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Northwest Voices

Seattle Times letters to the editor

April 23, 2009 at 4:30 PM

Call to prosecute CIA interrogators

Righting a grievous wrong

My hat’s off to this man — my sentiment exactly! And if I had to venture a guess, it would be that there are millions of Americans with a conscience that share Douglas Schiebel’s opinion [“Prosecute interrogators: Have we no shame?” Northwest Voices, Opinion, April 22].

While it may be noble at times to be forward-looking, refusing to right a grievous wrong instigated at the very top of an American administration does not qualify as such.

These disgraceful and criminal acts were hatched and carried out in the name of all of us and I for one, as an American citizen, want my good name back.

The harm done to this country under the mealy-mouthed guise of protecting us is immeasurable. If we do not stand up to the facts about this sorry band of scoundrels and hold them accountable from top to bottom, we will never again be able to claim the moral high ground; instead, we will just keep adding to our already considerable number of enemies, many of which we have collected in the past eight years.

Has anyone noticed how noisily Dick Cheney, already three months out of office, is still trying to defend what he and the rest of the Bush administration did?

I interpret this as an attempt to bully and intimidate the current administration into non-action because he knows once the ball gets rolling, it will be like a flash flood that will swallow him up along with his cohorts.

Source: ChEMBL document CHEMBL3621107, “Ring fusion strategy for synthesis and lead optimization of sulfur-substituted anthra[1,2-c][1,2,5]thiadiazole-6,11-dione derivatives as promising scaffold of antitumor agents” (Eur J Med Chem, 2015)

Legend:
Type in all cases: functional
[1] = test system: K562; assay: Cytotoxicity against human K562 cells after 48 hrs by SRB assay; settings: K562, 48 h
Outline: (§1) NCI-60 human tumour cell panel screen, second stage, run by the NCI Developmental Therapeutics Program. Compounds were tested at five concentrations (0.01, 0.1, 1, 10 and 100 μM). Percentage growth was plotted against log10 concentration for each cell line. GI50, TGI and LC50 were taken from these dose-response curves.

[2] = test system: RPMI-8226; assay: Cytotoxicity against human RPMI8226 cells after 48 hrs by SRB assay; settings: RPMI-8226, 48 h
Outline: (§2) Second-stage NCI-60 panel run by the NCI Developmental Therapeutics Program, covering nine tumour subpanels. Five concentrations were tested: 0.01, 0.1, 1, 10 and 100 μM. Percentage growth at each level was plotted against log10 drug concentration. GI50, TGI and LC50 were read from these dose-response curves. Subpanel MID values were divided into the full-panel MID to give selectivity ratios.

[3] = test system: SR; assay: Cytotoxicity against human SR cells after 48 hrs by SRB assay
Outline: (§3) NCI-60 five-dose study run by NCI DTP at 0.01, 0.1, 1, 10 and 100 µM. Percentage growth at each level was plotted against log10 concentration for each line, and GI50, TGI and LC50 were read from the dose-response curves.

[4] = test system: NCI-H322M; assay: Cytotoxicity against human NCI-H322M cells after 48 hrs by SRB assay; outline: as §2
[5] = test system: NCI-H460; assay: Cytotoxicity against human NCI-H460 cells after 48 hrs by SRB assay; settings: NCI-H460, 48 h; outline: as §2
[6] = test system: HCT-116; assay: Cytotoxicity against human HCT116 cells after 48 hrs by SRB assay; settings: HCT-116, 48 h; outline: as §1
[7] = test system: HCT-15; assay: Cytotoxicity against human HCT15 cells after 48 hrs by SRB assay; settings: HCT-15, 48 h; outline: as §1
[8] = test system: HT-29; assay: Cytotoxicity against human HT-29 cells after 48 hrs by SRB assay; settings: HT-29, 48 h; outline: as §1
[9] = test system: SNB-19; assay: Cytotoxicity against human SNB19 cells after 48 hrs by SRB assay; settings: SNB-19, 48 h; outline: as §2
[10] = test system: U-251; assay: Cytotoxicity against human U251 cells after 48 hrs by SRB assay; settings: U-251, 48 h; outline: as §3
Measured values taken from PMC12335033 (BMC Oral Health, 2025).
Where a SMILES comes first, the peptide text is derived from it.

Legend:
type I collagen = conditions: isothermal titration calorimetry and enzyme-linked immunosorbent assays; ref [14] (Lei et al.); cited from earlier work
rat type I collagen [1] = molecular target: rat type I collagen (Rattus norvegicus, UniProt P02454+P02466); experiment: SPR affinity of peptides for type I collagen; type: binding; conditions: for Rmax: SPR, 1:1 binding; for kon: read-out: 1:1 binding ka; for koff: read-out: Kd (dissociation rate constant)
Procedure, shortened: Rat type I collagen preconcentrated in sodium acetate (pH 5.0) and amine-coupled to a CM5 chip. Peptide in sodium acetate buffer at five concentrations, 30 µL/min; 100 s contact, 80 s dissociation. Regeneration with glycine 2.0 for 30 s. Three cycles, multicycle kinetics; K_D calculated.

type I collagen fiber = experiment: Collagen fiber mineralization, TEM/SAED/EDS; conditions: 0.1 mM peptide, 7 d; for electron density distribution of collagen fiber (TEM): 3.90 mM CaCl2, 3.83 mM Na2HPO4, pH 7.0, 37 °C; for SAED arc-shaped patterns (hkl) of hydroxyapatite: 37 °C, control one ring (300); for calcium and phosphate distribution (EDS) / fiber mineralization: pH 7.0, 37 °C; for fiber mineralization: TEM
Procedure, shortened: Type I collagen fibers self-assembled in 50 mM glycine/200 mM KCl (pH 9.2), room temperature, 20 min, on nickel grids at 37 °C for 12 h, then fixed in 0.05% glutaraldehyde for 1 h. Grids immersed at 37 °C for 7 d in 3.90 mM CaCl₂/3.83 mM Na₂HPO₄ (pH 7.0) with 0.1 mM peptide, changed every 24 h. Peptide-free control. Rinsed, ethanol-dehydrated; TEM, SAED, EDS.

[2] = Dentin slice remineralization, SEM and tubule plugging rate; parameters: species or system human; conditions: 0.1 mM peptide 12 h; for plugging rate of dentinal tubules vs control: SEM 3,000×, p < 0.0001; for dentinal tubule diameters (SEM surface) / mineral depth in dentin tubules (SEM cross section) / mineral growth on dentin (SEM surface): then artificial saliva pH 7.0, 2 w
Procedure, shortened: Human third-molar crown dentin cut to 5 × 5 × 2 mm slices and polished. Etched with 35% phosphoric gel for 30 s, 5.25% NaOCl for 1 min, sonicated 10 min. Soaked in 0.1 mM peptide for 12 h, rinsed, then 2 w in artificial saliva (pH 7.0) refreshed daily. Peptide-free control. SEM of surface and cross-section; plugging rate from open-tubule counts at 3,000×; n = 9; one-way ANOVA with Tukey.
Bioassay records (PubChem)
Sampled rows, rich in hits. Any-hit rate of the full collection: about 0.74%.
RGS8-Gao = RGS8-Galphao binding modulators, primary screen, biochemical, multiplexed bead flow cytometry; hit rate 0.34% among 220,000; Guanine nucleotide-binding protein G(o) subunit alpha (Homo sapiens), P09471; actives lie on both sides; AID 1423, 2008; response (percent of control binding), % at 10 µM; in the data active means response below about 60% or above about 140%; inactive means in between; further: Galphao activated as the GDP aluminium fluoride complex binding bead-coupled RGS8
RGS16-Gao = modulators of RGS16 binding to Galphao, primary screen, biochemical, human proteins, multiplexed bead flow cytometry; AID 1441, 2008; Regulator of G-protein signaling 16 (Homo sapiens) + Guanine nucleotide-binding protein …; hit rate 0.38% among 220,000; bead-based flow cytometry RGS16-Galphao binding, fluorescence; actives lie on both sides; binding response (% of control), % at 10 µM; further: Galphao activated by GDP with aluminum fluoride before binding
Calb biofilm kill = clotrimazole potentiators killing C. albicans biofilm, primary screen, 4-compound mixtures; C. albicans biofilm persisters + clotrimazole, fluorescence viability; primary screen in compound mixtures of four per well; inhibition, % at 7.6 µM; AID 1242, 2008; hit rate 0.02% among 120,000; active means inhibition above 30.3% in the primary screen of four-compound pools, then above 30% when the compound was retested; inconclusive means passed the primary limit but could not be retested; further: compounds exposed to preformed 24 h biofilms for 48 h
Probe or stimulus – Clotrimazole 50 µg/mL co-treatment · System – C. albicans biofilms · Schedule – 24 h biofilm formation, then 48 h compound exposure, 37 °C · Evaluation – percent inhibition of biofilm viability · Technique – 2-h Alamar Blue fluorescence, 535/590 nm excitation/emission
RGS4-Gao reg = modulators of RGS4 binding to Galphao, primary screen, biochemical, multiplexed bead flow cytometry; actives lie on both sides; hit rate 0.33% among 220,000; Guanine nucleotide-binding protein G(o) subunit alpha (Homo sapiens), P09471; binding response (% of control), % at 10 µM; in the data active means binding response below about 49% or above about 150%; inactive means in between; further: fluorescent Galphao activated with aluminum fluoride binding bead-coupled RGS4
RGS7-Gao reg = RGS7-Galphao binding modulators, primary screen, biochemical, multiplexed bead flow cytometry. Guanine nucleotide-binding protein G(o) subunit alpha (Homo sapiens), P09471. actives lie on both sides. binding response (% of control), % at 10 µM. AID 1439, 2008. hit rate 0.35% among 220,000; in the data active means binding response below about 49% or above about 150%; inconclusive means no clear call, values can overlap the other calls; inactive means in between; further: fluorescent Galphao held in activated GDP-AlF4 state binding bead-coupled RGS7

And nothing could be more just than that.

— Ruth R. Quiban, Seattle

Unacceptable comparison to Nazis

Douglas Schiebel’s letter urging the prosecution of CIA interrogators is so far beyond the pale that it causes me to doubt the integrity of The Times and Schiebel’s grip on reality. To put anything done by our CIA or military to terrorist suspects in the same category as war crimes committed by Nazi Germany is a horrible and absolutely dishonest comparison.

The Nazis killed millions in ways too horrible to comprehend in furtherance of an evil and demented agenda led by a madman. Those serving our country used methods that, while they may be judged immoral and perhaps illegal, were on a scale that does not begin to equal the cruelty and evil of the Nazis. And anything done by those serving us was done in response to and in an effort to prevent further atrocities that do compare to those perpetrated by the Nazis.

I am old enough to have known many who encountered the work of Nazi Germany and saw firsthand the horrendous cruelty committed by unmitigated ethnic hatred. I saw the damage done to family members who simply witnessed the aftermath of Hitler’s terrorism. We all saw the horrible result to our own country perpetuated by those who hate us on 9/11.

To compare our country’s interrogation methods to either of those acts of cowardice and hate is a nonstarter. To do so is, in my estimation, just one more example of hate toward our own country and those who try to protect us.

I was not a fan of the Bush administration. I thought the whole Guantanamo thing was a mistake from the get-go. But to make the comparison to Nazi war crimes is just wrong and, in my opinion, a very immoral, hate-filled statement. Such will do nothing to help our country and certainly does not deserve the space The Times gave it.

— John Nielsen, Kent

Comments | More in Barack Obama administration, Federal government

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